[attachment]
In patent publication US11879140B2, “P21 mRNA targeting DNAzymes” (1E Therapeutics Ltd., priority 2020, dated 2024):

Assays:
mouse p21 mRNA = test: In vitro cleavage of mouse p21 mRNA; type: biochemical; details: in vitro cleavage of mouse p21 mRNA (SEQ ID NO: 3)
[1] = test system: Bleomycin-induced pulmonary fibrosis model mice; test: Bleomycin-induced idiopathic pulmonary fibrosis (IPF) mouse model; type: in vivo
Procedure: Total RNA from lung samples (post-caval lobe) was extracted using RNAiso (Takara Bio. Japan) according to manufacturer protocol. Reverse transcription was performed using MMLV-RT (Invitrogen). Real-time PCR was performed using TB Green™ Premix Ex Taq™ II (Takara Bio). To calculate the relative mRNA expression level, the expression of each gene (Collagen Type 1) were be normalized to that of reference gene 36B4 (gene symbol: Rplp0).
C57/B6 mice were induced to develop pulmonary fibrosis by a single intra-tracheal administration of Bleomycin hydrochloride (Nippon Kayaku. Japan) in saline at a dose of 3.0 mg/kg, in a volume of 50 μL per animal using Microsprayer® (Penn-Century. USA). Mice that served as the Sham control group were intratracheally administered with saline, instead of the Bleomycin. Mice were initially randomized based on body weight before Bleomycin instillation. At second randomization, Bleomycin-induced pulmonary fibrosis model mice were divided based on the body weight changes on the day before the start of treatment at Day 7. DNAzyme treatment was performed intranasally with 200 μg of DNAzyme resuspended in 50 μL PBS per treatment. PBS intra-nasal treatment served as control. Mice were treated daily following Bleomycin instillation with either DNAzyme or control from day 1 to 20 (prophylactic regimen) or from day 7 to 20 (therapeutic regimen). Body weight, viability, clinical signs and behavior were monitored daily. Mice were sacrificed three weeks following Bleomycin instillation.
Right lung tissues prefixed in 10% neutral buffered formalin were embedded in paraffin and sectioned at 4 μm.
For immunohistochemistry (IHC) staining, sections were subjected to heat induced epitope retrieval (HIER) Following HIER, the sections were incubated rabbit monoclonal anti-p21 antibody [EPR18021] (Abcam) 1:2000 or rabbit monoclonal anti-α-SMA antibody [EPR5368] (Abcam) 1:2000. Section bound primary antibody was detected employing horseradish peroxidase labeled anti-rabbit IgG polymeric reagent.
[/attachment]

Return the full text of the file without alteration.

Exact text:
In patent publication US11879140B2, “P21 mRNA targeting DNAzymes” (1E Therapeutics Ltd., priority 2020, dated 2024):

Assays:
mouse p21 mRNA = test: In vitro cleavage of mouse p21 mRNA; type: biochemical; details: in vitro cleavage of mouse p21 mRNA (SEQ ID NO: 3)
[1] = test system: Bleomycin-induced pulmonary fibrosis model mice; test: Bleomycin-induced idiopathic pulmonary fibrosis (IPF) mouse model; type: in vivo
Procedure: Total RNA from lung samples (post-caval lobe) was extracted using RNAiso (Takara Bio. Japan) according to manufacturer protocol. Reverse transcription was performed using MMLV-RT (Invitrogen). Real-time PCR was performed using TB Green™ Premix Ex Taq™ II (Takara Bio). To calculate the relative mRNA expression level, the expression of each gene (Collagen Type 1) were be normalized to that of reference gene 36B4 (gene symbol: Rplp0).
C57/B6 mice were induced to develop pulmonary fibrosis by a single intra-tracheal administration of Bleomycin hydrochloride (Nippon Kayaku. Japan) in saline at a dose of 3.0 mg/kg, in a volume of 50 μL per animal using Microsprayer® (Penn-Century. USA). Mice that served as the Sham control group were intratracheally administered with saline, instead of the Bleomycin. Mice were initially randomized based on body weight before Bleomycin instillation. At second randomization, Bleomycin-induced pulmonary fibrosis model mice were divided based on the body weight changes on the day before the start of treatment at Day 7. DNAzyme treatment was performed intranasally with 200 μg of DNAzyme resuspended in 50 μL PBS per treatment. PBS intra-nasal treatment served as control. Mice were treated daily following Bleomycin instillation with either DNAzyme or control from day 1 to 20 (prophylactic regimen) or from day 7 to 20 (therapeutic regimen). Body weight, viability, clinical signs and behavior were monitored daily. Mice were sacrificed three weeks following Bleomycin instillation.
Right lung tissues prefixed in 10% neutral buffered formalin were embedded in paraffin and sectioned at 4 μm.
For immunohistochemistry (IHC) staining, sections were subjected to heat induced epitope retrieval (HIER) Following HIER, the sections were incubated rabbit monoclonal anti-p21 antibody [EPR18021] (Abcam) 1:2000 or rabbit monoclonal anti-α-SMA antibody [EPR5368] (Abcam) 1:2000. Section bound primary antibody was detected employing horseradish peroxidase labeled anti-rabbit IgG polymeric reagent.